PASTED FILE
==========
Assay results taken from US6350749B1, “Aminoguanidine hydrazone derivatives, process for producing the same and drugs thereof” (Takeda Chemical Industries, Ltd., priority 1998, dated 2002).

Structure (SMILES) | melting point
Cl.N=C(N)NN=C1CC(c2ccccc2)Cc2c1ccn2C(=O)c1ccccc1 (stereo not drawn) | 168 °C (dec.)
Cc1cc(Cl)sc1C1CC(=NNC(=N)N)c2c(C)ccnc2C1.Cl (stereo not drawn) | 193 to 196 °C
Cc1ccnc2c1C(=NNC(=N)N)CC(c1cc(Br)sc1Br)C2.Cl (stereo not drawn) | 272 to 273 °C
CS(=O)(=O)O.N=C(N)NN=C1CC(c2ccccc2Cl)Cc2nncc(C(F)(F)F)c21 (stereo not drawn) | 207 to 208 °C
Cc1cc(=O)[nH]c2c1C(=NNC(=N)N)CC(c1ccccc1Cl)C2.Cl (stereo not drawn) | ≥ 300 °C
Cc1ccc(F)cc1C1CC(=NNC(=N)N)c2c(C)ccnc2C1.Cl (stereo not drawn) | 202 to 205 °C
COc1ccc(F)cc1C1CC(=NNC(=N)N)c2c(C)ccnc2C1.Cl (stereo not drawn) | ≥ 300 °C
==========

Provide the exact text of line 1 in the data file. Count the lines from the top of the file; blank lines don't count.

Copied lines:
Assay results taken from US6350749B1, “Aminoguanidine hydrazone derivatives, process for producing the same and drugs thereof” (Takeda Chemical Industries, Ltd., priority 1998, dated 2002).